When a married couple decides to end their relationship, they will choose one of three ways to do so. They can legally separate, divorce, or have their marriage annulled. However, each situation comes with its own set of circumstances and qualifications. A separation simply creates a distance between the two individuals. For those wishing to end the marriage altogether, they will seek out one of the other two options.
Understanding the differences between an annulment and a divorce can help you understand which is the most effective way to end your marriage.
Both an annulment and a divorce will legally end a marriage. However, the biggest difference between both is how the marriage is recognized. A divorce separates a couple that is engaged in a valid marriage, whereas an annulment is for those in an invalid marriage. By definition:
These same options are available to those who are in a same-sex marriage.
The grounds for divorce or annulment are the legal stipulations that allow a couple to seek one option or the other. When a couple chooses a divorce, they are choosing to end the legal union between themselves and their partner, but both recognize that the marriage existed. When an annulment is sought, one spouse or the other declares that the marriage was never valid for one reason or another.
Grounds for divorce include:
New York is a no-fault state and, therefore, allows a couple to divorce without having to prove any specific fault. This also means that the level of fault in the ultimate divorce decision does not have an impact on decisions made when creating the divorce settlement.
In an annulment, the marriage is thought to have never occurred in the first place. Grounds for an annulment include:
An annulment in New York must be filed within 5 years of the marriage to qualify.
Looking at the differences, it is easy to understand why annulments are much less common than divorces, as they must meet one of the grounds listed.
Choosing a divorce or annulment does not negate the necessary settlement that must occur at the end of the separation. However, there are still differences between both processes and the resulting legal settlement that results from them. In both processes, there must still be decisions surrounding any child custody and child support. However, the other areas will vary.
In New York, couples seeking an annulment also have the right to seek equitable property division. However, spousal support is unlikely as compared to a divorce.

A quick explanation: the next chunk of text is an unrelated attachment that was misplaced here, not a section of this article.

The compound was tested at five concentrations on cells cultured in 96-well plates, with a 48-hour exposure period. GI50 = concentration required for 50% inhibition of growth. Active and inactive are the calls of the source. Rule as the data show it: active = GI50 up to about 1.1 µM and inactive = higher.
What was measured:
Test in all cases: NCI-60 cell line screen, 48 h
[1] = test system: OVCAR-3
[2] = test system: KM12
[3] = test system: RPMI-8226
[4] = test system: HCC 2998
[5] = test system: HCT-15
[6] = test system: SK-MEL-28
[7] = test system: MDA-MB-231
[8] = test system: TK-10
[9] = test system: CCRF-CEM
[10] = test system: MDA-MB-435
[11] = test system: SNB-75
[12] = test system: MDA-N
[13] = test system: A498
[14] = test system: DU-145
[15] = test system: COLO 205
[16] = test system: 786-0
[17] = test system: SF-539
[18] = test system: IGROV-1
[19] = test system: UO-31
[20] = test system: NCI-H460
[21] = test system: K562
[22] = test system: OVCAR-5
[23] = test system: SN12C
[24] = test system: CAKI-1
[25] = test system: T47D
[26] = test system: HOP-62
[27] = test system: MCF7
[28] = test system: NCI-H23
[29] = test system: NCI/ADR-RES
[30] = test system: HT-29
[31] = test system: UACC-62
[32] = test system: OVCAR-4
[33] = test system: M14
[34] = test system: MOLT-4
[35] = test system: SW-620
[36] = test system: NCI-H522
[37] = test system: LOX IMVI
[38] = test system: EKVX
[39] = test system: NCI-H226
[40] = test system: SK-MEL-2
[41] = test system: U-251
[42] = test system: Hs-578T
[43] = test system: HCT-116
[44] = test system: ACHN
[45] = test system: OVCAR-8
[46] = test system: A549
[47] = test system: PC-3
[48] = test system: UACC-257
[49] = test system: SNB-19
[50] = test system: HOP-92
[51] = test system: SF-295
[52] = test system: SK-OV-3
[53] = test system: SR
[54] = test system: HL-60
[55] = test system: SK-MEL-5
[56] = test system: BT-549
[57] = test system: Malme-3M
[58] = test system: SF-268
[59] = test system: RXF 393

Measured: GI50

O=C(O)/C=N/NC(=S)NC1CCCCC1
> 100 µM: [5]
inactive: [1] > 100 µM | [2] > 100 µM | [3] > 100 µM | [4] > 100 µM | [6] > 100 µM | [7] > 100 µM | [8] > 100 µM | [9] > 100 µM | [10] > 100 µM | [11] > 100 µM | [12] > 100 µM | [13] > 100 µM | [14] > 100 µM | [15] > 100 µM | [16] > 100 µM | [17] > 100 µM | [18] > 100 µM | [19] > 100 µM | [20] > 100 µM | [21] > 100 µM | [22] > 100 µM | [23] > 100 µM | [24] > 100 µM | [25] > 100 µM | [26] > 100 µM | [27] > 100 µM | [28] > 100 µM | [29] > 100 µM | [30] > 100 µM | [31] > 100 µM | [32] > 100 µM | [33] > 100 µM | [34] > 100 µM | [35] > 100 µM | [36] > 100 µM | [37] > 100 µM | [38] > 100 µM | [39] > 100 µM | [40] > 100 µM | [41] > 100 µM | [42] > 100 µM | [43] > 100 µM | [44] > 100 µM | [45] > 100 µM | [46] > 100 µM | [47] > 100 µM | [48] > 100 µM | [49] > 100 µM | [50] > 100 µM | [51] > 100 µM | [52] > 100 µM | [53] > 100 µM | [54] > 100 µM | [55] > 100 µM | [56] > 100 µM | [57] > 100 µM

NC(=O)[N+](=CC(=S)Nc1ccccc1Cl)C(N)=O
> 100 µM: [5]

A: Annulments must be filed within five years of the marriage and must meet certain qualifications proving that the marriage was invalid from the onset. To prove this qualification, one or both spouses could suffer from an incurable mental illness or be physically unfit to consummate the marriage. Additionally, the marriage could be the result of fraud or the spouses are related to each other.
A: In a divorce, the marriage is recognized as valid, and each spouse is considered “divorced” when the decree is finalized. In an annulment, the marriage is considered invalid. Because of this, the finalization of the annulment negates the marriage altogether, returning each spouse to the status of “single” or “unmarried.”
A: An annulment validates one or both spouse’s recognition that the marriage was never valid. The annulment decree keeps the record of the marriage on file but considers the marriage to be null and void. This allows the separating spouses to regard the marriage as never happening in the eyes of the law.
A: While an annulment is a quicker process for ending an invalid marriage, spouses who seek this route lose out on opportunities that are otherwise granted in a divorce. While both need to reach agreements or legal orders for property division, child support, and child custody, there are no opportunities for spousal maintenance, which negates certain benefits that may have previously been available.
If you are seeking an end to your marriage and aren’t sure what options you may have, you should seek a trusted attorney who can help you through the circumstances that you are facing. At Trotto Law Firm, P.C., our family law attorney can answer the questions you have and help you understand whether a divorce or annulment is the right choice for you.
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